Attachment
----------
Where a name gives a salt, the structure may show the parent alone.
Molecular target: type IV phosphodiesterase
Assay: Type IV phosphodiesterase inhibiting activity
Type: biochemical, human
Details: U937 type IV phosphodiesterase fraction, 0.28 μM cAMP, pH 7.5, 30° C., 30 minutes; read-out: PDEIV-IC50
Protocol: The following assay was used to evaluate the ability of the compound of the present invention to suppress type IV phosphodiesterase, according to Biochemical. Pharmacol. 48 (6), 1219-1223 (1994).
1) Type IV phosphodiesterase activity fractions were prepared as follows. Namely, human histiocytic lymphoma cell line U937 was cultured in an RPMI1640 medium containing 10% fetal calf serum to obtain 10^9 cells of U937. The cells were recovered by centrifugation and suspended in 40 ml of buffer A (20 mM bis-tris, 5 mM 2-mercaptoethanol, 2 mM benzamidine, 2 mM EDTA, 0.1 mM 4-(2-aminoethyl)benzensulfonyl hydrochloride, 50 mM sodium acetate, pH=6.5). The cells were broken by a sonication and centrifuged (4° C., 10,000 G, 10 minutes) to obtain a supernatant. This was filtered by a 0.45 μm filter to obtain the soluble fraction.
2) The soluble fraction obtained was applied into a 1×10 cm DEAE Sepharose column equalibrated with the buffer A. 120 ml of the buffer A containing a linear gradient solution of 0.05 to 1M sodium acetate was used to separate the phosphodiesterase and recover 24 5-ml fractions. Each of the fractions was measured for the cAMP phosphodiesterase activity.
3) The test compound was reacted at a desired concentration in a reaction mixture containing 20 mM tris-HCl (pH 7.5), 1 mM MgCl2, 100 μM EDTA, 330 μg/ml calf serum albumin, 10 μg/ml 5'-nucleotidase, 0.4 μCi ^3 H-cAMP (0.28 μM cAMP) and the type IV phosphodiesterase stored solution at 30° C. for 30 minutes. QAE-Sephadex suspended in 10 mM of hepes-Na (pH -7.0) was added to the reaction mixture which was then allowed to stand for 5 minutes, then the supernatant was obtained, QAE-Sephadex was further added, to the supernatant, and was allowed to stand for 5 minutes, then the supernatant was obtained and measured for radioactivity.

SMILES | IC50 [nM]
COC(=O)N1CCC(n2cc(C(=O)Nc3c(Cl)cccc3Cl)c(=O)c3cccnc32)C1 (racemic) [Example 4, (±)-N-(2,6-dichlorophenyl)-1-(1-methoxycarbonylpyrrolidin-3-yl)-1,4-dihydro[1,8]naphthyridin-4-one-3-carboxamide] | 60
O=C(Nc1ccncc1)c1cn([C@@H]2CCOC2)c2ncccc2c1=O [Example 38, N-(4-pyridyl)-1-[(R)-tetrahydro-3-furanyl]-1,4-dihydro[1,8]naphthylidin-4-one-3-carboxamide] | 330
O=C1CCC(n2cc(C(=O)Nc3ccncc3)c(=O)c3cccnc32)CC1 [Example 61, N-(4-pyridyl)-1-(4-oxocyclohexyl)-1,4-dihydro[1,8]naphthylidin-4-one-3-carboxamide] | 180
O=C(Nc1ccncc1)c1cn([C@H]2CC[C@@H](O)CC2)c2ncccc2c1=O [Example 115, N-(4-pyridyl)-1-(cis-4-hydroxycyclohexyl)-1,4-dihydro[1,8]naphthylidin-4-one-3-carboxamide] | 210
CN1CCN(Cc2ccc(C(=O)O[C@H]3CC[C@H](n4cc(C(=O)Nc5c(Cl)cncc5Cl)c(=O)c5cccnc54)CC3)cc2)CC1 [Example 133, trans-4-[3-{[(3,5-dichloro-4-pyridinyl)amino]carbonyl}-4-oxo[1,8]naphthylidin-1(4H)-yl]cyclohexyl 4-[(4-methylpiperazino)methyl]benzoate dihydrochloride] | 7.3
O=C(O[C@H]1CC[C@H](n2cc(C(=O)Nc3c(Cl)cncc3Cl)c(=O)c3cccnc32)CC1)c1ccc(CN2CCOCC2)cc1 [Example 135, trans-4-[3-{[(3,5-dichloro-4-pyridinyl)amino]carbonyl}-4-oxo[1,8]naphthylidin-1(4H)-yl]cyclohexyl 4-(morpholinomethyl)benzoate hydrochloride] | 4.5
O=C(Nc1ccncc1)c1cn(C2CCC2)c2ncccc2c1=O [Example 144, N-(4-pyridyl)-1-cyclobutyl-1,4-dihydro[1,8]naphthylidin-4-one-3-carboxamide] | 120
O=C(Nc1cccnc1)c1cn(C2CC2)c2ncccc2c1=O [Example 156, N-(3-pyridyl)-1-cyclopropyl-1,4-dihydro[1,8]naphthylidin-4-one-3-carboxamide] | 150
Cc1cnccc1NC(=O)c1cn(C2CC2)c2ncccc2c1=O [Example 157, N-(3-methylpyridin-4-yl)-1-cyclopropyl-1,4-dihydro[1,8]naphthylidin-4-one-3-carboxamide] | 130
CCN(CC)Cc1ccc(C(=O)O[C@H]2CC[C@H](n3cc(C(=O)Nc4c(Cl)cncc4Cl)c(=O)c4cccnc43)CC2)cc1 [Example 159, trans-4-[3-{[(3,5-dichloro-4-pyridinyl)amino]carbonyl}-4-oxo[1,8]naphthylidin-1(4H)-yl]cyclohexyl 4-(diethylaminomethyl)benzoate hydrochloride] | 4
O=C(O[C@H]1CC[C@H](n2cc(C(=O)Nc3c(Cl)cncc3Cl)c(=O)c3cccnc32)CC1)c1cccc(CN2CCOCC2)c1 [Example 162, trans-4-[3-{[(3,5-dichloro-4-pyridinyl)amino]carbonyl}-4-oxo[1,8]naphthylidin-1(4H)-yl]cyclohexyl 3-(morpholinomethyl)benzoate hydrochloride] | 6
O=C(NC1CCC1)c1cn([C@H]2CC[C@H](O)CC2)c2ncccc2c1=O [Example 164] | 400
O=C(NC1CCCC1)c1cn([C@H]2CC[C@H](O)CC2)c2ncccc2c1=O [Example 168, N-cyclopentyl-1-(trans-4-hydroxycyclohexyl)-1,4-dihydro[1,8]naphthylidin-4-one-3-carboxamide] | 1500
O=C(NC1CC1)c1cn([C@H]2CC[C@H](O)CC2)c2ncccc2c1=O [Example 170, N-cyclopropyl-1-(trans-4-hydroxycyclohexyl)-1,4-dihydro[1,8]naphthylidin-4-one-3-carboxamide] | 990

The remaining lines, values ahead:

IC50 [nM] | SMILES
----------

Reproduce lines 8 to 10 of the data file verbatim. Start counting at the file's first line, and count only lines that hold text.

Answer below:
2) The soluble fraction obtained was applied into a 1×10 cm DEAE Sepharose column equalibrated with the buffer A. 120 ml of the buffer A containing a linear gradient solution of 0.05 to 1M sodium acetate was used to separate the phosphodiesterase and recover 24 5-ml fractions. Each of the fractions was measured for the cAMP phosphodiesterase activity.
3) The test compound was reacted at a desired concentration in a reaction mixture containing 20 mM tris-HCl (pH 7.5), 1 mM MgCl2, 100 μM EDTA, 330 μg/ml calf serum albumin, 10 μg/ml 5'-nucleotidase, 0.4 μCi ^3 H-cAMP (0.28 μM cAMP) and the type IV phosphodiesterase stored solution at 30° C. for 30 minutes. QAE-Sephadex suspended in 10 mM of hepes-Na (pH -7.0) was added to the reaction mixture which was then allowed to stand for 5 minutes, then the supernatant was obtained, QAE-Sephadex was further added, to the supernatant, and was allowed to stand for 5 minutes, then the supernatant was obtained and measured for radioactivity.

SMILES | IC50 [nM]